When’s the last time you came home from work and thought, “Today was a really good day”? Have you had those thoughts and asked yourself what it was that made your day so great? Was the day good because of the work you accomplished, the fajitas you ate at lunch, or the client presentation you knocked out of the park? Or was it because of the strong relationships you have with your coworkers, leading you all to collaboration, support, growth, and camaraderie?
Your thoughts about your really good day could be reflective of an accomplished to-do list, but it could also be from the positive connections you have with your colleagues. So which is it? And does it matter? The answer might surprise you!
According to SHRM’s 2016 Employee Job Satisfaction and Engagement Report, relationships with coworkers were identified as the top driver of employee engagement, with 77% of participants listing these connections as a priority. With a statistic like that, it’s clear that connections with our coworkers are vital to healthy engagement with our work and can lead to those wonderful “Today was a really good day” feelings.
Building positive relationships in the workplace leads to:
- Increased job satisfaction and productivity
- Improved health and happiness
- Vibrant company culture
Increased Job Satisfaction and Productivity
We all want to do work that matters and do it well, no matter the career realm we find ourselves in. When we have strong workplace relationships, we’re more likely to see the value in our work and the contribution of our role to the company, which gives us motivation to be more productive.
Who wouldn’t want to work hard on projects, knowing that the work you do benefits your coworkers and clients alike? As we build better connections within our workplaces, we become more loyal to our companies, do better work for our clients, and feel more comfortable at the office.
We also see increased job satisfaction and productivity through positive workplace connections because we’re better able to receive feedback from close colleagues. Accepting constructive criticism is essential to personal and professional growth. Brene Brown says, “When we build cultures at work where there is zero tolerance for vulnerability, where perfectionism and armor are rewarded and necessary, we can’t have productive conversations.”
If we’re willing to be humble and vulnerable, we can learn from our coworkers and grow to be better people and workers. This can lead to better communication in your role, and even new job opportunities!
Improved Health and Happiness
Loneliness is an epidemic in our overly technologically-connected world. We’re connected to more people than ever before, but more of our relationships are merely surface level. Working alongside people in a positive way can result in a significant positive impact to our health and happiness, reducing loneliness and boosting social connection.
A recent article from Illinois State stated, “Having friends fulfills a natural human need to belong, to feel supported, valued, and socially connected to others.” This sense of belonging, support, and connection can combat anxiety and depression, boost our self-esteem, encourage greater empathy, and even build trust, all of which improves our mental health and happiness.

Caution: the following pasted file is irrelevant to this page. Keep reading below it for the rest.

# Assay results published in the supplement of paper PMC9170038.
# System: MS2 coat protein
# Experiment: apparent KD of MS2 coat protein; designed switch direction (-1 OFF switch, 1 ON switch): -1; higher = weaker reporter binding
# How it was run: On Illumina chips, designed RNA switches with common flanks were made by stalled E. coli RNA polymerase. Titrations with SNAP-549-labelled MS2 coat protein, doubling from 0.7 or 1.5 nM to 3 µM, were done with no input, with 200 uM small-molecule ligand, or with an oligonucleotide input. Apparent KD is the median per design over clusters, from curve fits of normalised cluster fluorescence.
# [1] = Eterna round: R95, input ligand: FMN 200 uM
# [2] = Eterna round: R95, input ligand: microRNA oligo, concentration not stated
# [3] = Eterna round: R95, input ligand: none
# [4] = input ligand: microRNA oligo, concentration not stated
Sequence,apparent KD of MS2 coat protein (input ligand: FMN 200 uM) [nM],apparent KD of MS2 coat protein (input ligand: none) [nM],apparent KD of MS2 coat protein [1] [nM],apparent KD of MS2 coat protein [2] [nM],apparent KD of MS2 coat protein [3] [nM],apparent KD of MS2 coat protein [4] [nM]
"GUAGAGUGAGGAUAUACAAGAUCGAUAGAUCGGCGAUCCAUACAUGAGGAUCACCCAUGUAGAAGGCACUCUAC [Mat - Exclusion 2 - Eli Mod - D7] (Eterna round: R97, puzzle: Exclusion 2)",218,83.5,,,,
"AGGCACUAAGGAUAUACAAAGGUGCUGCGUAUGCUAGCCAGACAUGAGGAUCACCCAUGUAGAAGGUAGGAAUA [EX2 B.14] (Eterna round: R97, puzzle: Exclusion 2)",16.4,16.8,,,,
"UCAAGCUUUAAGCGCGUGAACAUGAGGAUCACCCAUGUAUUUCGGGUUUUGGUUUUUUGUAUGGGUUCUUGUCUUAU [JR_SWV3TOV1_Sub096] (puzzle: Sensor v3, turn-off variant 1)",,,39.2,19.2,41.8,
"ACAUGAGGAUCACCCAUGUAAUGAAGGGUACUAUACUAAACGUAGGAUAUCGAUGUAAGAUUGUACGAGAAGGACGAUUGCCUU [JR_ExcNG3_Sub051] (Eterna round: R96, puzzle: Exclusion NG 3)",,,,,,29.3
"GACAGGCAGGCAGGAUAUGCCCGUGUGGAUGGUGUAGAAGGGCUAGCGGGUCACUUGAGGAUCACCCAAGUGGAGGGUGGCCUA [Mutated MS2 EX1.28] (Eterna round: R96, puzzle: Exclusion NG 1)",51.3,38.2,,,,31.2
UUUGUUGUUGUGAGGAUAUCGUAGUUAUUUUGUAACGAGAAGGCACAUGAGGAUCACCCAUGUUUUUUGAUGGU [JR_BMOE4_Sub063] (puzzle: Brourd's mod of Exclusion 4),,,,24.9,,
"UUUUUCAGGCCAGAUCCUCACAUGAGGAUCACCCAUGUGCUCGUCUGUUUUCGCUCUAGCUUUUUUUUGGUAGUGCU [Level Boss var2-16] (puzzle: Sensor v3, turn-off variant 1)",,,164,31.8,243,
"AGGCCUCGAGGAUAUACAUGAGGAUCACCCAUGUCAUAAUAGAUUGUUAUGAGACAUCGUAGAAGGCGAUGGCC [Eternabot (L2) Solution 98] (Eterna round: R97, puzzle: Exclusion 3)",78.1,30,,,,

So next time you step out of the office for a walk, consider asking a coworker to join you. The exercise and social connection combined will improve your health for the better!
Vibrant Company Culture
One of the best parts of working for Business Builders is our company culture. Not only are our core values posted for everyone to see on our office wall, but they’re expressed daily within our team. Among our 18 team members, there’s a wide variety of personalities and interests, but we all share the same common goal: working hard together to produce the best quality work we can for our clients.
We work hard, but we also take time to connect with each other and build relationships with others on our team. We have team training sessions to understand how to work better together, we have lunches out to enjoy casual conversations, and we even get our families together at the beach. By investing in our work relationships, we build a stronger team that knows each other, trusts each other, and stays loyal to each other. Because of the connections we have with each other, our company culture is stronger and more vibrant.
Making People Matter: How You Can Do It
Now, how do we actually go into our workplaces and live this out? It takes intentionality and practice to build positive relationships, but here are a few ways to get started in your workplace:
- Check in with your coworkers on more than just work
- Get a group from your team to go out to lunch
- Ask how you can help a coworker
- Live the culture you want to see!
People matter more than work, and if you invest in relationships with your team, you’ll see the positive benefits in both yourself and your work. People like working with people they like and get along with. So if you’re an employer or decision maker, consider how you can foster genuine camaraderie and connection within your team, like:
- Can you offer more recognition?
- Can you ask for employee input on decisions that affect them?
- Can you plan more activities so employees can connect with one another?
Richard Branson, founder of Virgin Group, once said, “Clients do not come first. Employees come first. If you take care of your employees, they will take care of the clients.” Instead of focusing only on the bottom line, take some time to focus on how you can better care for your employees. When they feel connected and valued, you’ll see benefits within the whole organization.